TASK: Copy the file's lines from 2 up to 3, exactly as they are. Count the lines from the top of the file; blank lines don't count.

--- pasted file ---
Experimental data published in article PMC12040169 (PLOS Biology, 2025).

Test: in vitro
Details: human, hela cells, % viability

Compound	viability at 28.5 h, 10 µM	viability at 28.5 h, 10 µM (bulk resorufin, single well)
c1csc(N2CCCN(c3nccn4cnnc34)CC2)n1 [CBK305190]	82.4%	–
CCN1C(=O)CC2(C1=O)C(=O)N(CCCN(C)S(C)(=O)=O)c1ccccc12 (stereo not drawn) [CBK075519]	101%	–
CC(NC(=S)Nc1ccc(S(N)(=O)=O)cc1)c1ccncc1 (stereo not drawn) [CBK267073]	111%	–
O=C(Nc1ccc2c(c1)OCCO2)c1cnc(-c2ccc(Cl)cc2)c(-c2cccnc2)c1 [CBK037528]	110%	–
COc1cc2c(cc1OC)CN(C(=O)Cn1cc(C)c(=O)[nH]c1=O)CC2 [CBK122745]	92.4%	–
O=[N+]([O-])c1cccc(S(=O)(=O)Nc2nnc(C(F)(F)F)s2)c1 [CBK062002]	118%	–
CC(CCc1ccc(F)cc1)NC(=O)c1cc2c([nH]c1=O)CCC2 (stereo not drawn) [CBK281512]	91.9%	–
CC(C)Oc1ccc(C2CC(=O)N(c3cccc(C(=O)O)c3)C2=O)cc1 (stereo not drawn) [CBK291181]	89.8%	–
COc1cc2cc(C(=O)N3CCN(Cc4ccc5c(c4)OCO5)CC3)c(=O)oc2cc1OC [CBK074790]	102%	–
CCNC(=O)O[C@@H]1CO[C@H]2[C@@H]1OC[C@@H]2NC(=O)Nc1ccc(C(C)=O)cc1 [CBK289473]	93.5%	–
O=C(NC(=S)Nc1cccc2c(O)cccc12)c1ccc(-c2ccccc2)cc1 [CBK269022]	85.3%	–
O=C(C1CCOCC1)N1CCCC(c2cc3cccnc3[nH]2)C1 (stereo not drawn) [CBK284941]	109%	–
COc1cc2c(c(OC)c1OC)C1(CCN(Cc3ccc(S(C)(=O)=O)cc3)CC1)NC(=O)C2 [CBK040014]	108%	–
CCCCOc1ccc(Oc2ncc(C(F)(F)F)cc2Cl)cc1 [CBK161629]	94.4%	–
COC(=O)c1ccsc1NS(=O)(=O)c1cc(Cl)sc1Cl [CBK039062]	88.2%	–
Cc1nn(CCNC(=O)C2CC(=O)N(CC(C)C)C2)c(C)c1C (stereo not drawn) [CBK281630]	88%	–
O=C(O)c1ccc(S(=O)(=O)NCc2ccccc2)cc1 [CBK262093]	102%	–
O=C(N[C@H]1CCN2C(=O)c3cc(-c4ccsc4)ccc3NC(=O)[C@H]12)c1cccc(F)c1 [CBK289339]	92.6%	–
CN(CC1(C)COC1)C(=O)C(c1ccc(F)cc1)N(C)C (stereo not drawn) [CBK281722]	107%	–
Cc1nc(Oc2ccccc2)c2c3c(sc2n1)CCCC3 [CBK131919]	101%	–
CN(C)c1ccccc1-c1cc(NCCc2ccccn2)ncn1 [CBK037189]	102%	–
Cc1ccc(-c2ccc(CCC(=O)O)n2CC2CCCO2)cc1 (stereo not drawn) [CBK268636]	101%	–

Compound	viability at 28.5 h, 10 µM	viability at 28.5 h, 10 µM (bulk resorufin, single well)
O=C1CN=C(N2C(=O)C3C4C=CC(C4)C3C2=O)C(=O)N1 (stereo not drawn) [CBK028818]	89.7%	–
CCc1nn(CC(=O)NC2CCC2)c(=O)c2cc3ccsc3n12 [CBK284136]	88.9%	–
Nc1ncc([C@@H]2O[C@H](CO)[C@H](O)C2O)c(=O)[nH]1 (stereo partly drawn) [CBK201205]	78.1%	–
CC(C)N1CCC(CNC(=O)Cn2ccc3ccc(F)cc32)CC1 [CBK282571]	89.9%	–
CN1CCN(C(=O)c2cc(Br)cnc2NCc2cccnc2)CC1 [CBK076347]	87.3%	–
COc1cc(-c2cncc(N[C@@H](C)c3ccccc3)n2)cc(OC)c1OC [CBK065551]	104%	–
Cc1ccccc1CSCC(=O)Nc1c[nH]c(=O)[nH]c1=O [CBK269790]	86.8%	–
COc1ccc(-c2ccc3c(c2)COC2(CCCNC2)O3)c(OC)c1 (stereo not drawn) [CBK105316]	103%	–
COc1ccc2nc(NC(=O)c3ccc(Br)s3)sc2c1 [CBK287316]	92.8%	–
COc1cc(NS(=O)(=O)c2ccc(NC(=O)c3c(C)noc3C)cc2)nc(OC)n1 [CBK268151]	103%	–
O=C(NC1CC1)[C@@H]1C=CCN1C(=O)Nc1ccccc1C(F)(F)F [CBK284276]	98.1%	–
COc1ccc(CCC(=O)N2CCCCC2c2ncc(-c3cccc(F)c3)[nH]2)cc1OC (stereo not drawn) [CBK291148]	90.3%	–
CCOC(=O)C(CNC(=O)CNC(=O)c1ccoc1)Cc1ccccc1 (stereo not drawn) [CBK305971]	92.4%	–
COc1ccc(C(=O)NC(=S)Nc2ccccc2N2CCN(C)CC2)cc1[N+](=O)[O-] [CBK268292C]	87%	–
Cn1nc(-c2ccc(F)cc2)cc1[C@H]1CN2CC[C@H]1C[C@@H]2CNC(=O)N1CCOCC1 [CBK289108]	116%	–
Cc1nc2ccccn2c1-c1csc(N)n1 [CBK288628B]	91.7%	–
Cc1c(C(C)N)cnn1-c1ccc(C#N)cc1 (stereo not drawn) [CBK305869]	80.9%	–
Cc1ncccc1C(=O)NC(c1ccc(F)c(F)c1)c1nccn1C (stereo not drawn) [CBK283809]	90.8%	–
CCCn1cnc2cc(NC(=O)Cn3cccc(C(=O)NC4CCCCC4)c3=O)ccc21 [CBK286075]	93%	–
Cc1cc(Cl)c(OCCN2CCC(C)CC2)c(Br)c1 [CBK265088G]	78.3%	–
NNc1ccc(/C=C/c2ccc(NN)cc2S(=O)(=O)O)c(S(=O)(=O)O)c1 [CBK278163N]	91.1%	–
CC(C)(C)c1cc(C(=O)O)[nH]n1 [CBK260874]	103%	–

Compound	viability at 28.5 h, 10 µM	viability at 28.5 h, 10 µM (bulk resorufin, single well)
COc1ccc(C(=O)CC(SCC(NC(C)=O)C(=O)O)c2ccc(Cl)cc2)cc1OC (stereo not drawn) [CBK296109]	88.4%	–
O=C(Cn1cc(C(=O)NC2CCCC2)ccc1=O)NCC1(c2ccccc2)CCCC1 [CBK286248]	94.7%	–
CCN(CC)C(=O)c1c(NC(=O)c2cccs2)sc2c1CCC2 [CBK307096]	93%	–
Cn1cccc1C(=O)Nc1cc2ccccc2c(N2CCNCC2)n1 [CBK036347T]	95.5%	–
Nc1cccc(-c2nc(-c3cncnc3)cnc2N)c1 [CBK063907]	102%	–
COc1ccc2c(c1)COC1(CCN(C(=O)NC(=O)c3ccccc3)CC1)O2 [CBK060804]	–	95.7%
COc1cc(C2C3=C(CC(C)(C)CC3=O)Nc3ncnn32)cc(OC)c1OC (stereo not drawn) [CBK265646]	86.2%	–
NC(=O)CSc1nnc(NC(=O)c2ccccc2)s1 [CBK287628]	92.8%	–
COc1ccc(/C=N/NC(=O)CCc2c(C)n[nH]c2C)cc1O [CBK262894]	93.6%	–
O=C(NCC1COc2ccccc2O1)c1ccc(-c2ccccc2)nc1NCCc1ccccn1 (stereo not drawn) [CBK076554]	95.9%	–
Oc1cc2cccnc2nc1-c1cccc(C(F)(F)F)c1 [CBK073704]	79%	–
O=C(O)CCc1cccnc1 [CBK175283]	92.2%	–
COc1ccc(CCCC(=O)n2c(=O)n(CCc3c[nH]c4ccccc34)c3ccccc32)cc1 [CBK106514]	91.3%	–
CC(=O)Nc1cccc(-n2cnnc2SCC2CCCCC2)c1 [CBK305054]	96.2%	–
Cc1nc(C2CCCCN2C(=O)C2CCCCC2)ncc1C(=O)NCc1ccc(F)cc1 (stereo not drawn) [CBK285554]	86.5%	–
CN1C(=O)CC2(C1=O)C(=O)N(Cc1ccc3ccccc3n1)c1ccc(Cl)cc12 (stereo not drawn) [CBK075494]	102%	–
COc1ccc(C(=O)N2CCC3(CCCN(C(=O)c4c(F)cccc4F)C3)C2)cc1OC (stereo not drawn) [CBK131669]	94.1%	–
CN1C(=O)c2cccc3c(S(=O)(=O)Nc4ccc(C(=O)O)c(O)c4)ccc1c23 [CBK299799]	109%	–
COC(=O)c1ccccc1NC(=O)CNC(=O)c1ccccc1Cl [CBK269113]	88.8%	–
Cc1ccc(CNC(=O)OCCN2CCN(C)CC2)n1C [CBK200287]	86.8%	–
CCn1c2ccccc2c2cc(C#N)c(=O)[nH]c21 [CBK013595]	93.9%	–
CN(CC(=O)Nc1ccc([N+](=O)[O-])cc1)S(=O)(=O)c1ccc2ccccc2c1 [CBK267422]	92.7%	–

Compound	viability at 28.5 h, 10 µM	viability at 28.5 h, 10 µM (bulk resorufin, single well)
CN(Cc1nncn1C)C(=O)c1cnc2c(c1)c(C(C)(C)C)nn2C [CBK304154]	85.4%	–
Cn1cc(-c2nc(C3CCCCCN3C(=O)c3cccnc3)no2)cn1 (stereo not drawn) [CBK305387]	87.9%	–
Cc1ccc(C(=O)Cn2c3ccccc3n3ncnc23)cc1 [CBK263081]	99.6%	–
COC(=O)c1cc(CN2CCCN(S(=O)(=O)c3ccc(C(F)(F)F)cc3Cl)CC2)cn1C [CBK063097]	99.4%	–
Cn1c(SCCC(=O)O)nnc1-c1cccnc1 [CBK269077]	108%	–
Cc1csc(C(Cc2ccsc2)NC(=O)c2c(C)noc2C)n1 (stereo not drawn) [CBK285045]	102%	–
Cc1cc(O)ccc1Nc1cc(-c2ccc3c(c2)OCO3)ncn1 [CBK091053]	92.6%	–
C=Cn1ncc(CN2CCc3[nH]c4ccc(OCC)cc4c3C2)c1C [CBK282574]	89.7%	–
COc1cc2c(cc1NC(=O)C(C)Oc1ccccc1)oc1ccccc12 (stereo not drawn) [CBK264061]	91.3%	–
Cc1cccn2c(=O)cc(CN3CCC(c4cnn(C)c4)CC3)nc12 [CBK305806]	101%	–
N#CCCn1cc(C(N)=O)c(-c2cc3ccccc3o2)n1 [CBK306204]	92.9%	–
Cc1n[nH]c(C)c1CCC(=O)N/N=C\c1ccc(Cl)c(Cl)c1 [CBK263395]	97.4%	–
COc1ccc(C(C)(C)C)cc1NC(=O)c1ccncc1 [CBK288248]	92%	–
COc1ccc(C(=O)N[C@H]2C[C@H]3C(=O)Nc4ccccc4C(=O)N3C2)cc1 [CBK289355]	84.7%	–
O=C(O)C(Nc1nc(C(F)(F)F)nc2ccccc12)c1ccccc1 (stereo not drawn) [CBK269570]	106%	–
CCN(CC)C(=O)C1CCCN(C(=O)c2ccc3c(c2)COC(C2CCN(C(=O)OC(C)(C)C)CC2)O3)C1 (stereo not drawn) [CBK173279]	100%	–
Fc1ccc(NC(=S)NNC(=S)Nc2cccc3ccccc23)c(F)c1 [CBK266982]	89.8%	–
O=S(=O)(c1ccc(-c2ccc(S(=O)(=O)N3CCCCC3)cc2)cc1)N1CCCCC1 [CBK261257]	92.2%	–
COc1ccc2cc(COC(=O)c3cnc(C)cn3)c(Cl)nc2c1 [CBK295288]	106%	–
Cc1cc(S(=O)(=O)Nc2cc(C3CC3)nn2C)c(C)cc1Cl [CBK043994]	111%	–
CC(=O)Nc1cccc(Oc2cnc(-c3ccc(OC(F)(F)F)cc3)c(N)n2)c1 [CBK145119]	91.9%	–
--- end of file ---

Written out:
Test: in vitro
Details: human, hela cells, % viability